If you have been following the news for the past few days, you would have known that Thailand is not in a good state right now.
You see, on 22nd May, following six months of political unrest, The Royal Thai Armed Forces launched a coup d’état against the caretaker government of Thailand, and established their own junta (military committee) called the National Council for Peace and Order (NCPO) to govern instead.
With martial law in full effect, the NCPO released twelve martial law orders – with the Southeast Asian Press Alliance revealing that five of them actually impacts media freedom and freedom of expression directly. It also meant that all state-run, satellite, and cable TV providers are only allowed to run one signal – the army’s – on their services, which will broadcast orders and announcements from the country’s new rulers. So every time someone turns on their TV in Thailand, all they will see is this:
Even with their broadcast media disrupted, the people in Thailand have been keeping busy. As reported on TechInAsia, the coup has compelled the Thais to take to the Internet for news and entertainment instead. By the second day, Dtac, Thailand’s second largest mobile company, has revealed that mobile data usage was already 25 percent higher than usual.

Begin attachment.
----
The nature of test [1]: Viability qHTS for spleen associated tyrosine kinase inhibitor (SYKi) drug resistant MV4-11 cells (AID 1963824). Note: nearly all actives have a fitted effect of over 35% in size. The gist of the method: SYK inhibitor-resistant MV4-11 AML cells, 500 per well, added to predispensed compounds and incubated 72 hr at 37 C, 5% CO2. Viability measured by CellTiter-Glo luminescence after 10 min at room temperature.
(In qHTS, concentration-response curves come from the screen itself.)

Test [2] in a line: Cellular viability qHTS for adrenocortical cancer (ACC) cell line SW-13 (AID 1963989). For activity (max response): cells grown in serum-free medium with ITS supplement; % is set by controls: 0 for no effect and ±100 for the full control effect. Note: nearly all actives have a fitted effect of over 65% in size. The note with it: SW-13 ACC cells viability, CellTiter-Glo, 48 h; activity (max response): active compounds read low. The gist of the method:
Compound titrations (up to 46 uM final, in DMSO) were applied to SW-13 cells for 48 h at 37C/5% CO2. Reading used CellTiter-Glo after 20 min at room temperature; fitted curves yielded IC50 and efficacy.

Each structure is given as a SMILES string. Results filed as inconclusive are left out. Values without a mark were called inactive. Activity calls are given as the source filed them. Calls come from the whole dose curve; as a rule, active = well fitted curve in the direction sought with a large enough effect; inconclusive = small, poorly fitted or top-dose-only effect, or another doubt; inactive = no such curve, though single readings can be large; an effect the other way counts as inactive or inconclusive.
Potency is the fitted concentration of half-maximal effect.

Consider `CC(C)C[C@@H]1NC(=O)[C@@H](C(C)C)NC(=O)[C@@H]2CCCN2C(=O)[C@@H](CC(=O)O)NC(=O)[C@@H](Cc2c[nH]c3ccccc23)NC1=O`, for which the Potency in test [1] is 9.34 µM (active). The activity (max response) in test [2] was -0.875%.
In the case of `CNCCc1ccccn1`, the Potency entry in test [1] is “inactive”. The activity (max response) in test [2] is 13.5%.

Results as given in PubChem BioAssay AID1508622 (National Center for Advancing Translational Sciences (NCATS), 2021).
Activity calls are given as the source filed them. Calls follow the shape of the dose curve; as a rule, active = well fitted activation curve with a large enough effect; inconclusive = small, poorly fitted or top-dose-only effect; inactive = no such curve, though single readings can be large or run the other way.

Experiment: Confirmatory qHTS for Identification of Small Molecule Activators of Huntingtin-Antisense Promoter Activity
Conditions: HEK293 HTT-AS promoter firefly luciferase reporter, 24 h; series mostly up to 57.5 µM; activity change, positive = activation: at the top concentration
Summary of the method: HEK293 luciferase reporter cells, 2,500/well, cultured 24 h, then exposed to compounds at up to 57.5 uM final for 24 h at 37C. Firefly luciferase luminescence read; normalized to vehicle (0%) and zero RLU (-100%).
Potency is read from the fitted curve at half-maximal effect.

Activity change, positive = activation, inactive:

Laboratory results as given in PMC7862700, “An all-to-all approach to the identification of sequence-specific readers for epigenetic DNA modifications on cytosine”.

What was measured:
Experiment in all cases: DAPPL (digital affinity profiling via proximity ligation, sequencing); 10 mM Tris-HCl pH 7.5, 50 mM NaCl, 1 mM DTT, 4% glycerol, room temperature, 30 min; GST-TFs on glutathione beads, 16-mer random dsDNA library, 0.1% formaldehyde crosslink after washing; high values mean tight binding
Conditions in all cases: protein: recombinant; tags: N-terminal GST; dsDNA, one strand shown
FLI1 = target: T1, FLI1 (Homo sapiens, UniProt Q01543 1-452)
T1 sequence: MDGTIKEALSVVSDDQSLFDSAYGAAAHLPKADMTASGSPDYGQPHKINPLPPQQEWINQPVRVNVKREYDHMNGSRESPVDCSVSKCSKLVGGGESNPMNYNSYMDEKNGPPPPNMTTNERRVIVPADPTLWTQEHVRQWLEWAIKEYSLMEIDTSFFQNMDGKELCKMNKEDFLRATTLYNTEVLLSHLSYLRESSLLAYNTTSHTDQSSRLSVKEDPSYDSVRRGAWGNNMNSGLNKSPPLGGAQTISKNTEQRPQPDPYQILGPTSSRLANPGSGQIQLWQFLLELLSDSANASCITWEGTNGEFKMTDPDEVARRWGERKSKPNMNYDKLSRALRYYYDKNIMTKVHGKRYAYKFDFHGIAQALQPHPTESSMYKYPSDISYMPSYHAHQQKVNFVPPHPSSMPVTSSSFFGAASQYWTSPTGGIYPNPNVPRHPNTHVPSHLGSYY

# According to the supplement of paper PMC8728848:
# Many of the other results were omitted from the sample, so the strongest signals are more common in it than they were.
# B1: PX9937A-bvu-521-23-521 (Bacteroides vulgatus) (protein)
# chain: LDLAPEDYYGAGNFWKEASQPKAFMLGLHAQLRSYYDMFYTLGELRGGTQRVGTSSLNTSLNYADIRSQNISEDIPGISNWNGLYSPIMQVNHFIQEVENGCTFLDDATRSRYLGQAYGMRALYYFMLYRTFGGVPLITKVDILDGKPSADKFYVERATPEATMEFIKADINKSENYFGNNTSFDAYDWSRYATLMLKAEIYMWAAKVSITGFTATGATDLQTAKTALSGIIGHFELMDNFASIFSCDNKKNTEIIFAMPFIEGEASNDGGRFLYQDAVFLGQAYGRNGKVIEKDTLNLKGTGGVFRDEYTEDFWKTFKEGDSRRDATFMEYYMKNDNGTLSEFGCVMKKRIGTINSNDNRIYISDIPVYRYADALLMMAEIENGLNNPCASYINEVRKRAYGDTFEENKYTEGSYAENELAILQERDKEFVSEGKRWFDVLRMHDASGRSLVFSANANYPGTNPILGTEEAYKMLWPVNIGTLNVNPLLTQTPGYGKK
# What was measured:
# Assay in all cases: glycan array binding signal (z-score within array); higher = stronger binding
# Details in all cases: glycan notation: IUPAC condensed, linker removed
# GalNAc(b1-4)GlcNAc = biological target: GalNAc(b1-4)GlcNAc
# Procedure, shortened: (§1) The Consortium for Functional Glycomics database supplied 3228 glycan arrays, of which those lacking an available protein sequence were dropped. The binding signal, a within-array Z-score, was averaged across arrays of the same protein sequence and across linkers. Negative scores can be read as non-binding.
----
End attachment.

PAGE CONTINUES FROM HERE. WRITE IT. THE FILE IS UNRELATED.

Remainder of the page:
As anti-coup demonstrators face off against soldiers, Thais have been using social media platforms to circulate pictures and opinions around worldwide, giving an up close and personal perspective on the situation.
Here are some photos from various platforms about the situation:
Although most radio and television channels resumed their normal programming (carefully controlled, of course) late on Friday, the POMC has warned Internet users not to post anything that can be considered critical or opposing of the current military government. However, the warning was not heeded by all.
One particular user, journalist Pravit Rojanaphruk (@PravitR) tweeted,“How can the shutting of ears, eyes & mouths of Thais by guns, tanks & threat of detention bring about democracy & unity?” Another tweet later read, “The more they exercise their illegitimate power the more illegitimate they become.” He later tweeted that he was now on the media summon list.
Right now, the Internet seems to be largely unaffected; Google and YouTube are still accessible in Thailand, while popular messaging apps like Whatsapp and Line are still functional. But, with their previous censorship of YouTube in 2007, and with the POMC’s laws directly targeted at the media and the people’s freedom of speech, there is no telling whether social media will be restricted somewhere down the line.
If that happens, then the people in Thailand will truly suffer a information blackout from the rest of the world.
Let’s all hope that the situation in Thailand can be resolved soon.